see2think

thinking with pictures


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Shutter speed cure -thaw the ‘frozen moment’ and bring it back into life

collage pre1970 pics

Four generations in Yorkshire, UK

For the fraction of the second when light is exposed to film or electronic sensor, the world stands still; the subject is arresting; the moment stands is sharp clarity instead of motions blurring from one scene to the next. And when looking at others’ work published on the shelves of library, walls of museum, or a personal collection; or the albums of one’s own family or those of a friend, an occasional image has the power to transport you back to another language, society, location or point in time -whether it is one’s own narrative,  that of someone familiar, or belonging to a person unknown. Perhaps there is a technique to make nearly all images return to living things, rather than to remain static and disconnected to the preoccupations and ambitions of our present moment?
Watching an out of date, out of fashion movie or recorded broadcast source may at first give one a smug feeling of being modern and not tied to the old fashioned ways; a feeling of superiority for a life today of possibilities that must seem more vivid, consequential and available to us than we assume was true of those older times. Just so, the same psychological distancing typically occurs when viewing something (old or new) not in our own native language. Somehow we take ourselves and our habits and life chances to be normal and all others deficient to the extent they fall short to our standard of practice. But something magical happens when we let go of our presumed normality and (moral) superiority. Then the foreign scenes that flicker before us become plausible, real, and perhaps worth aspiring to; we join the game and seek to know the rules of the unfamiliar culture, language and society. Then the black and white drama of our parent’s or grandparent’s moment in history no longer seems quaint, ineffectual, or unimportant. Instead we can begin to identify with the characters and allow that they –in their time and style and historical moment,– had as much gumption, ambition, and grace as we attribute to our present time. In particular there is something important about the eyes; “the window to the soul,” as has been observed by others.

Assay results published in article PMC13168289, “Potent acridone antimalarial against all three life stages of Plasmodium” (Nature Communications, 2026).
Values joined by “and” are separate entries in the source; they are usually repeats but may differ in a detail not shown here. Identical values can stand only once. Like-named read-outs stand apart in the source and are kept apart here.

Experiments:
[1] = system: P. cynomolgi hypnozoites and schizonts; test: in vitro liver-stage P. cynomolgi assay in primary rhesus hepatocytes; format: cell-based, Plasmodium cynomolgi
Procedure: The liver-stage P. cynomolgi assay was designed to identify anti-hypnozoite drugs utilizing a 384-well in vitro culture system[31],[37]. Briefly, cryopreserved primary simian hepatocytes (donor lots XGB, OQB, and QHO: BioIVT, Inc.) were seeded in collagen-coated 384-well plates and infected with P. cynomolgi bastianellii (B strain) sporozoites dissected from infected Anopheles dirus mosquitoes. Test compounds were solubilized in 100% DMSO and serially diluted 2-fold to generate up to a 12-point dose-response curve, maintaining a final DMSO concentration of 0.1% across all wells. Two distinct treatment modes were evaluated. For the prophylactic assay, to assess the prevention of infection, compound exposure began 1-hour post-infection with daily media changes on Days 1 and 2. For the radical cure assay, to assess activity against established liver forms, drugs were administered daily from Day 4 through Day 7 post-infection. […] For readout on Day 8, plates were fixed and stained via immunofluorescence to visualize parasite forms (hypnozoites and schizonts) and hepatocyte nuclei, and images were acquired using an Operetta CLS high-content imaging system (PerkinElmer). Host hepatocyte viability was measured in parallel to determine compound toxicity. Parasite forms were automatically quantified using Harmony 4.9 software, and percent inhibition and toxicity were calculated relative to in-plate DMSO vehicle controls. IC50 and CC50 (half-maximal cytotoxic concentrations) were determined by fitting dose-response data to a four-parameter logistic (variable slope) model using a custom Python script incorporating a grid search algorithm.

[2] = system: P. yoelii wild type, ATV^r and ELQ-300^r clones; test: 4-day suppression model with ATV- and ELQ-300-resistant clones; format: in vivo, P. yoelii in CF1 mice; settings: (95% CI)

So whether the photo is a barely-dressed person – youth, prime of life, or frail; or whether the photo is an heavily dressed person – young, middle, elder, it matters not if their skin and hair and gender mirrors our own, or is alien to our own place in life. No matter, It is still possible to non-verbally and powerfully lock into a shared human identity that transcends decade or social status. The secret lies in the eyes, a certain look of strong intention and presumption of competence in the scope of the person’s own cultural and social landscape to get things done that they have learned need their attention; their confident knowledge of what represents a risk and what indicates an opportunity.
In other words, as a viewer of present-day or distant still images, the trick to giving the frozen moment some life and weight of meaning is to extend to the subjects in the scene that same urgency and purpose that animate your own waking moments now. Look at the persons in the scene and tell yourself they, no less and no more than yourself, have about them a quickness of spirit and earnestness of heart. When you have given the subject in the image such life-like meaning, then they cease to be 2-dimensional objects and they take on a personal presence; someone with name and face, someone with relatives, someone with a past and ambitions for a path for the future. Call this look in the person’s eye “mien.” It is a meaningful look – not some secret shared between the person in the frame and you, the viewer of the image, but a look that carries meaning and future intention. Breathing life into the 1/250th of a second just takes some practice. It starts with a closer look at the eyes; not to dismiss the person as remote istant in time or distant in culture different to one’s own, but just the opposite; to invite yourself into that person’s time and place and find meaning on the playing field they actively inhabited before and after the shutter release was pressed.
It is facile to gloss over important differences in rhythm, texture, taste and language of a time or place and declare “every one is the same, deep down inside.” And yet going partway along that line of reasoning is what it takes to make a flat photography take on 3-dimensional presence again. There is an equally simplistic pigeon hole for “one of us” or “one of them” to break down. The true vision is somewhere in-between, sort of like DNA of human populations around the planet: almost entirely the same, but the differences that do exist are important to acknowledge; not as barriers, but as part of one’s definition and sense of self, as well as sense of other. And so when viewing (or making) photographs, it is not that all subjects are deep down inside made of the same assumptions and ideals as we ourselves; nor the opposite extreme, that the people are unconnected and irrelevant to our own trajectories. Instead it is good to get past whatever differences at first signal to you they are not like you; “not from around here.” But bridging the surface differences of time or culture, you then become part of that subject in the frame, and they also can inhabit your time and place, right now. The result is the frozen images thaw out and once more are alive with possibility; not relics, or curious artifacts. As the distance between self and photo disappears they become living in one’s world, but the reverse is true, too: we viewers of today touch the world of frozen moments, since one day others will view photos in which we are the 2 dimensional, distant image.

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